Elon Musk’s ambitions to corner the space cargo market via reusable rockets will stand a crucial test Sunday morning, when SpaceX engineers will attempt to guide a Falcon 9 rocket back to a ship off the Southern California coast.
Neither of the two previous attempts to stick a sea landing has succeeded, although the company brought a Falcon rocket stage back to terra firma at Cape Canaveral, Fla., on Dec. 21 in what many hailed as an engineering feat.
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SpaceX sticks the landing
Sunday’s effort is far more difficult. The full round trip has been compared to vaulting a pencil over the Empire State building, then getting it to come back and land on its eraser atop a floating target smaller than a shoe box, and not tip over.
The Falcon 9 two-stage rocket is slated to lift off from Vandenberg Air Force Base at about 10:42 a.m., carrying a 1,157-pound Earth-observing satellite for U.S. and French government agencies. Its landing, off San Pedro a few minutes later, will be difficult to see with the naked eye, according to the company.
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SpaceX has yet to reuse a rocket stage, a key element in bringing the cost per launch to a level where the Hawthorne-based company could dominate the market for delivering cargo and people to space.
Sunday’s launch and landing of a fresh rocket — SpaceX is saving the Dec. 21 stage for posterity — nonetheless would help burnish Musk’s corporate image with a second consecutive milestone, after a spectacular explosion of a Falcon 9 last June, said Marco Caceres, senior space analyst for Teal Group Corp., a defense and aerospace analysis company based in Fairfax, Va.
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“If you have a rocket that’s now able to land on a moving barge, it shows that your control of the vehicle is excellent,” Caceres said. “The real cost benefits will be from re-using the hardware.”
Physics, politics and economics all necessitated the water landing, a highly complicated feat with a narrow margin for error. Shortening the return trip was the easiest way to balance the requirements to deliver a heavy satellite at the high speed needed to reach a distant orbit, then put on the brakes, flip the first stage around, guide it through Earth’s atmosphere, and get it to touch down gently on a barge measuring about 300 feet by 170 feet.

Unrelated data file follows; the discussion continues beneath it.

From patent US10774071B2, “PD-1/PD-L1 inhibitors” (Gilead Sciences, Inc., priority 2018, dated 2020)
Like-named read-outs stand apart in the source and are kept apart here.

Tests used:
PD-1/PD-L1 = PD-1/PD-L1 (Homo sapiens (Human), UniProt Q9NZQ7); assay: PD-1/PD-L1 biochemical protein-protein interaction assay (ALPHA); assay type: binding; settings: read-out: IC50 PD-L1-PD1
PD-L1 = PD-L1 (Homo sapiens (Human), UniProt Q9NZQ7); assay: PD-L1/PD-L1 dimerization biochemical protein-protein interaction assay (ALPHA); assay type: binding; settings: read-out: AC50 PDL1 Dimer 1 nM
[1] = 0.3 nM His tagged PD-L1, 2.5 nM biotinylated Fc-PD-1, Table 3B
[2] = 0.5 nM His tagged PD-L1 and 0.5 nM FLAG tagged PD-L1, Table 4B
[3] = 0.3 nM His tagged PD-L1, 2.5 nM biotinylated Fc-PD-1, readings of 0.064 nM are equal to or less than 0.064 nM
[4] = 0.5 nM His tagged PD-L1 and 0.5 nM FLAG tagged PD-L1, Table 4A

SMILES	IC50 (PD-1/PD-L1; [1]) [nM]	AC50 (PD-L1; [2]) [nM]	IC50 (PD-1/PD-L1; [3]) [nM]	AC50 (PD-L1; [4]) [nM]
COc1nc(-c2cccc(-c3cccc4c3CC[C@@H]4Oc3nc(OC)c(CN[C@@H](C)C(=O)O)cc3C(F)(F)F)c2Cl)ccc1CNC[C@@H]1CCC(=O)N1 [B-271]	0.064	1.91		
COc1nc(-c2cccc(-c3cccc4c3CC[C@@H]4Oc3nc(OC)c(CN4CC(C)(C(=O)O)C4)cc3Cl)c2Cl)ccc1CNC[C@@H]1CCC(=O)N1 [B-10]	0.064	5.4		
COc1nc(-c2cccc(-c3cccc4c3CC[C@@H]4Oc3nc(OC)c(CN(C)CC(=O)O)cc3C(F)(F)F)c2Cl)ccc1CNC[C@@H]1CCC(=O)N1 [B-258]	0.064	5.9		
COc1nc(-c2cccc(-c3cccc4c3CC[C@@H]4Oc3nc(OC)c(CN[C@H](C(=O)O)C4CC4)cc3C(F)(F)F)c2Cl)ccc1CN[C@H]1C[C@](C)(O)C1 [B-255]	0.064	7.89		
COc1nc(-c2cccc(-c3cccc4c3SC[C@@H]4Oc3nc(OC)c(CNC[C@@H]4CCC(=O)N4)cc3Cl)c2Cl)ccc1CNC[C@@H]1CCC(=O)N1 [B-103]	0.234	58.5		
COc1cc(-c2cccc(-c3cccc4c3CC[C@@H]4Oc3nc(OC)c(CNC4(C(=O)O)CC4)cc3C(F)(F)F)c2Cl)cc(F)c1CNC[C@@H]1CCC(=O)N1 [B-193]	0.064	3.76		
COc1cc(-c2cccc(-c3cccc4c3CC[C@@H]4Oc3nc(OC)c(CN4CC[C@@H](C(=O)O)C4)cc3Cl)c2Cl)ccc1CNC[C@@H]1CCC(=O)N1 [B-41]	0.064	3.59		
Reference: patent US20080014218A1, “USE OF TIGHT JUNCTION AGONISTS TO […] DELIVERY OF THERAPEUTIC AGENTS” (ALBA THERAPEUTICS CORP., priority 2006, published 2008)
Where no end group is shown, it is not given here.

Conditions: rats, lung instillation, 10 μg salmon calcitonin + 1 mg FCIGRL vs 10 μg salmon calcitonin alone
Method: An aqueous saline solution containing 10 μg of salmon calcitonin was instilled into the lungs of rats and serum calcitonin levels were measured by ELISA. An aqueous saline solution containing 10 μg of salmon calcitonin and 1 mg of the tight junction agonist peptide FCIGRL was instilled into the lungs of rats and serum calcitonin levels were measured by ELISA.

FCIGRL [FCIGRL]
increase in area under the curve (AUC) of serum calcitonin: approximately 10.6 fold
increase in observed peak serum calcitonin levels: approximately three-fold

Hurling a pencil over the Empire State building
The physics of the Falcon 9 flight. (SpaceX)
In any case, the company did not receive timely clearance from federal agencies to bring it back to land.
Fortunately, one of the U.S. agencies that cares about hazards to sea life is a client: The Jason 3 satellite aboard the launch vehicle is a joint endeavor of the National Oceanic and Atmospheric Administration, its European counterpart, and the French space agency. It is designed to measure ocean surface topography to better understand sea level rise, currents and weather phenomena such as El Niño.
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This is the first attempt to land the Falcon 9 off the coast of San Pedro. Two previous attempts off of Cape Canaveral ended in fiery crashes last year.
Almost, but not quite
Stabilizing the 14-story rocket alone is akin to balancing a broomstick on your palm, according to SpaceX engineers.
Musk faces little downside if this attempt fails, Caceres noted. SpaceX, a privately held company, apparently is flush with money and just won a new NASA contract, he noted.
“You’re testing reusable technology. It’s expected that you’ll have your share of failures,” Caceres said. “They don’t seem to be afraid of that. Other companies seem to be a bit more tentative.” @LATgeoffmohan
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